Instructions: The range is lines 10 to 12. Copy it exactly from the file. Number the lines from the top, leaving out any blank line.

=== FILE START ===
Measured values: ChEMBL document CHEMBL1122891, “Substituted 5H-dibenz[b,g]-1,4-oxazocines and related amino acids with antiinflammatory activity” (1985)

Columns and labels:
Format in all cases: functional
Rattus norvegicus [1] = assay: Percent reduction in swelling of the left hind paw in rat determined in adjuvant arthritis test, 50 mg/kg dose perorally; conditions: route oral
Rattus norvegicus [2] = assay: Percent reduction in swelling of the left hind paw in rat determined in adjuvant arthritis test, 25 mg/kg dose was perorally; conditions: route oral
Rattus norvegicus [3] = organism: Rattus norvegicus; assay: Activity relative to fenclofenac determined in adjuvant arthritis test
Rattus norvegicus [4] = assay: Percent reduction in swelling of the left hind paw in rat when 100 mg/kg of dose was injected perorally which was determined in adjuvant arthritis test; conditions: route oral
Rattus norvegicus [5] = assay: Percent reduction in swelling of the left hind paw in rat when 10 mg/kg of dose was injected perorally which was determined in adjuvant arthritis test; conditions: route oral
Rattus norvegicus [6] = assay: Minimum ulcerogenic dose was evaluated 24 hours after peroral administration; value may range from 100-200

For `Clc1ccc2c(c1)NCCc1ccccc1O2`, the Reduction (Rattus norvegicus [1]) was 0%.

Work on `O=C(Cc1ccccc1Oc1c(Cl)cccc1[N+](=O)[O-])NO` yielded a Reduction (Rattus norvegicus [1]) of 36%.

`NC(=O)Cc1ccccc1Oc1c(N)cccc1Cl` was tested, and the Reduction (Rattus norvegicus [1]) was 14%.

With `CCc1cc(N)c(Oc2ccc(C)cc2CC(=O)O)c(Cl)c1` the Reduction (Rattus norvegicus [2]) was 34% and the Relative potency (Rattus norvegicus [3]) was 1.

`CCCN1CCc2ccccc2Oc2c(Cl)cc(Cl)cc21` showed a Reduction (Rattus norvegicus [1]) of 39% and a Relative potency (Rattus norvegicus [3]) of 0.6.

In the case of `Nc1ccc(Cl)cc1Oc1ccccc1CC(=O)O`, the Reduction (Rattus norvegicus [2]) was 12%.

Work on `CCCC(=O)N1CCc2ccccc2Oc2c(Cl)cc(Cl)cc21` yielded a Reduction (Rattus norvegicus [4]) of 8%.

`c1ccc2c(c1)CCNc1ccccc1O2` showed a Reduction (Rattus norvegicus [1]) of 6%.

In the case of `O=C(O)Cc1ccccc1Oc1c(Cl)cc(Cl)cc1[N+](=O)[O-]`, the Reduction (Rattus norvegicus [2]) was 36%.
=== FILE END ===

For `Clc1ccc2c(c1)NCCc1ccccc1O2`, the Reduction (Rattus norvegicus [1]) was 0%.

Work on `O=C(Cc1ccccc1Oc1c(Cl)cccc1[N+](=O)[O-])NO` yielded a Reduction (Rattus norvegicus [1]) of 36%.

`NC(=O)Cc1ccccc1Oc1c(N)cccc1Cl` was tested, and the Reduction (Rattus norvegicus [1]) was 14%.